The Prime line of cameras, Network Video Recorders (NVRs) and Digital Video Recorders (DVRs) are now available at securitycameraking.com, so it’s time to learn how to get started with one of these new devices. You will first need to get familiar with the Prime SADP tool that is designed to find NVRs, DVRs, and IP cameras connected to the same router as your Computer.
The Prime SADP tool will let you change the IP address of any device it finds, so you will want to match the network scheme that your router creates. To figure out your network scheme, you will need to open a DOS prompt in Windows and type ipconfig or open a terminal in MAC and type ifconfig. This should tell you the IP address of your computer and the Windows command will give you the gateway as well. The gateway will generally be located at .1 like 192.168.1.1 for example. You could have a network that looks like 10.0.0.1 that you may find with Comcast and other providers. An IP camera and DVR will have a default password of 12345 for the admin account, but an NVR requires you to set it up with a monitor and mouse when you first turn it on. Once you have a password created for your NVR, then you can use the SADP tool to change the network scheme. Of course if you have a monitor and mouse, you can always change the network information directly in the NVR or DVR.
Take advantage of the Web Service
Once the DVR or NVR is on your network, you can access the web service with your computer to make changes. Type the IP address in Internet Explorer and run the plugin file to set up the access. It is good to add the website address to Compatibility View and allow for unsigned Active X downloads like you did with the Elite series of DVRs and NVRs. Other browsers may work with the Prime series, but not all have been tested at this time. The web service works different than the Elite series in the sense that only the plugin is needed for the video. You should still be able to access the Configuration with browsers even if the video plugin will not install. I was able to access the Configuration section in Chrome in Firefox, but not the video. I have confirmation from MAC users that this web service will work natively on Safari.
Add a user right away
The most important thing to do first is to add Operator accounts for each person using the DVR or NVR. Navigate to Configuration > User Management and add some users so you can have access from other accounts.
You can add all the permissions to make the account close to the admin level. The Prime series has 3 predefined groups of admin, operator, and user which cannot be changed. However, you can still customize each person by setting the permissions that you see fit.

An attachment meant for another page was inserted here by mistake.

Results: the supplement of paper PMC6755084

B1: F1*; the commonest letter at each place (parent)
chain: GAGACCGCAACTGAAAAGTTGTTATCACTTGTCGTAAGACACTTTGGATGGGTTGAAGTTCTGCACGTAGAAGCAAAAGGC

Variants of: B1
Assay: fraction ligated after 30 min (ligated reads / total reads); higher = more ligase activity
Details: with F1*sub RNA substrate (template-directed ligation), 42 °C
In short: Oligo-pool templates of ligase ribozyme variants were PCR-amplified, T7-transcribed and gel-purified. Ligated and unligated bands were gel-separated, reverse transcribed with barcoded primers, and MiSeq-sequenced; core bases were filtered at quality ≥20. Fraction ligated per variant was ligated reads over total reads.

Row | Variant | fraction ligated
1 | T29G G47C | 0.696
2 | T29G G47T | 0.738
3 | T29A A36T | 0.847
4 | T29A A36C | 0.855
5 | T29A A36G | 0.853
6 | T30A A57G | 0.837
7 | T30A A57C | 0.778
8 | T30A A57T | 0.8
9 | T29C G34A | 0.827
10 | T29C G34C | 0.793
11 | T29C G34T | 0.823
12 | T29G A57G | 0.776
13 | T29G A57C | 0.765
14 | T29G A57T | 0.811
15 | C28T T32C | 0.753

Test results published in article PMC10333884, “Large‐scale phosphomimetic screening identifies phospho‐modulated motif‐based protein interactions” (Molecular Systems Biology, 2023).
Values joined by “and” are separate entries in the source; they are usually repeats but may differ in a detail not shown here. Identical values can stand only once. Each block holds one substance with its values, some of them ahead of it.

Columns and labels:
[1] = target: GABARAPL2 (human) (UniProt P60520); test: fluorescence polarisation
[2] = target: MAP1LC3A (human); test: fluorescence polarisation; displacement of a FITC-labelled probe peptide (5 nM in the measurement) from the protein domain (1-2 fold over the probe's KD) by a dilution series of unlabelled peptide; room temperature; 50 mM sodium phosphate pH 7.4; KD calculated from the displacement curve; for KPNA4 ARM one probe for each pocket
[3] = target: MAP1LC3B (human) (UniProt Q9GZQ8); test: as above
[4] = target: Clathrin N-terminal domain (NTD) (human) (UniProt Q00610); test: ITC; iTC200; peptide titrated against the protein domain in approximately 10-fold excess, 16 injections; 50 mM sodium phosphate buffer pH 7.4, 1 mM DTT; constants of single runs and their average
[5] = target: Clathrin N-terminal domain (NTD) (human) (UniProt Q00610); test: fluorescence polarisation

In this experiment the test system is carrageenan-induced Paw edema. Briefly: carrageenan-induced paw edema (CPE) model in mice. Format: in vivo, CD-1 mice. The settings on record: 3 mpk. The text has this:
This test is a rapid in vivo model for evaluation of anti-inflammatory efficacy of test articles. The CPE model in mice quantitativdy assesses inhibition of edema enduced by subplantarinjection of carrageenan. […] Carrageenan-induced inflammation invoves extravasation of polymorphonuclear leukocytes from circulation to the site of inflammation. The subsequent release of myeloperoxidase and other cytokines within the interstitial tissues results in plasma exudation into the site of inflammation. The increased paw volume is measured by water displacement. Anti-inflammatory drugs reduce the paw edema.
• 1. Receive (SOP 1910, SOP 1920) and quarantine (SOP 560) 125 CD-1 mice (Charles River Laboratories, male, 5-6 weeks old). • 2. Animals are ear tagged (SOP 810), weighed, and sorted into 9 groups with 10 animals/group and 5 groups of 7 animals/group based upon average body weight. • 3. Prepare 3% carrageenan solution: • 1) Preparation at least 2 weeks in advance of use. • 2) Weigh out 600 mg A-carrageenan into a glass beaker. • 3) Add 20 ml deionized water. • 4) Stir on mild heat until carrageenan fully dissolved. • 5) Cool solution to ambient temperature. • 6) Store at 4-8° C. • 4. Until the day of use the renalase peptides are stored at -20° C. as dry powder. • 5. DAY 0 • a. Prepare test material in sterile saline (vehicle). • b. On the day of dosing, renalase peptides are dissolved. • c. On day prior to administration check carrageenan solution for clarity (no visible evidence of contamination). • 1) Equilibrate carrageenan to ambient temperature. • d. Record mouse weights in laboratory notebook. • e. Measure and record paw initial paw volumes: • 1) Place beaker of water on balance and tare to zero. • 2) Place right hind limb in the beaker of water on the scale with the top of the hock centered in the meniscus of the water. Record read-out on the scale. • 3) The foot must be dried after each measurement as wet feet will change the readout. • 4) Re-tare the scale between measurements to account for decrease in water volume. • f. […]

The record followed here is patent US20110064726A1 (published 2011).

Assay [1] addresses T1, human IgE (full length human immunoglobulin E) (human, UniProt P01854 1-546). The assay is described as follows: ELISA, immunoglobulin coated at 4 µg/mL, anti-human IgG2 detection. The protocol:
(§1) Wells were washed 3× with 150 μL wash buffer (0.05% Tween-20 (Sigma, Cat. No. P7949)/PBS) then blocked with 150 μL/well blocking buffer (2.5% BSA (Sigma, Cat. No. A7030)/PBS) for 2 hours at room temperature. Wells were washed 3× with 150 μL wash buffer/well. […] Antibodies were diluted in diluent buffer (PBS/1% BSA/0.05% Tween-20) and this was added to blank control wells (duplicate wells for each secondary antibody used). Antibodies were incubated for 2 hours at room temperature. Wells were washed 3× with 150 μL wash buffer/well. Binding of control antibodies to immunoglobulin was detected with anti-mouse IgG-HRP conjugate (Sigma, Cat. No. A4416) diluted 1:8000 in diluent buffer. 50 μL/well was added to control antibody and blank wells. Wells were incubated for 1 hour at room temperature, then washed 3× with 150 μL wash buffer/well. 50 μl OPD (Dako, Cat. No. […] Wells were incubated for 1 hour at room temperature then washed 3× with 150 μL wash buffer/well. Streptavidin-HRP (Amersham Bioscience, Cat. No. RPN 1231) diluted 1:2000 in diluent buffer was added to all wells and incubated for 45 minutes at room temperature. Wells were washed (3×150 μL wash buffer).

The last thing that you would want to happen is to be logged out because everyone is using the main admin account. Too many hands in the cookie jar can create a bad situation and having many accounts will be a proactive response for you to avoid that scenario.
It’s about time!
The next important setting we can address will be the time. Navigate to Configuration > System Settings > Time Settings so that the time can be adjusted for your time zone.
If it is an NVR, we find that leaving the time zone set to +8:00 Beijing along with manual settings works the best with DST enabled. Of course you can synchronize with your computer to get an immediate time change to your correct time, and there is a check box to make that happen after you hit save. With Daylight Savings Time enabled, you need to set it to March 2nd through November 1st so it will change twice a year automatically. The reason these settings work well for an NVR is that they are general settings that work best with ONVIF cameras. Some NVR owners may mix ONVIF and private cameras, so these settings are also recommended for that type of setup.
If you plan to use NTP, make sure your server information is correct and check your GMT settings as well. The Florida Greenwich Mean Time right now is -4:00 and California is -7:00 for example. You need to have the correct GMT so every 60 minutes it will synchronize time with the server. If you are using ONVIF cameras, this setting will not carry forward to the cameras as some features do not synchronize. With IP cameras, all encoding and settings are done at the camera level so they may need to be configured prior to plugging them into an NVR.
With a Tribrid DVR, analog or TVI cameras are plug and play. If you have no video from TVI cameras, you may want to check your cabling or power. Old existing cabling may not be good enough for TVI, so check with our sales team about the cost of RG59 Siamese cable since it will allow for the needed high quality video.
When it comes to adding IP cameras to an NVR or Tribrid, you have to navigate to Configuration > System > Camera Management.
In this section, you can Add, Modify, Delete, Quick Add, Custom Protocol, and Activation. If you have an NVR with a built in POE switch, it will create a 192.168.254.1 network. Therefore, if you are setting up you cameras as static to connect to that network, you will need to set them to 192.168.254.X so they can be found by the internal switch. The advantage to a built in switch is that video traffic will not reside on your main network, and should provide faster access without the congestion.
This concludes the getting started with the Prime Line guide. If you need further assistance with the setup of your NVR or Tribrid, call our knowledgeable tech support team at 866-573-8878 option 3.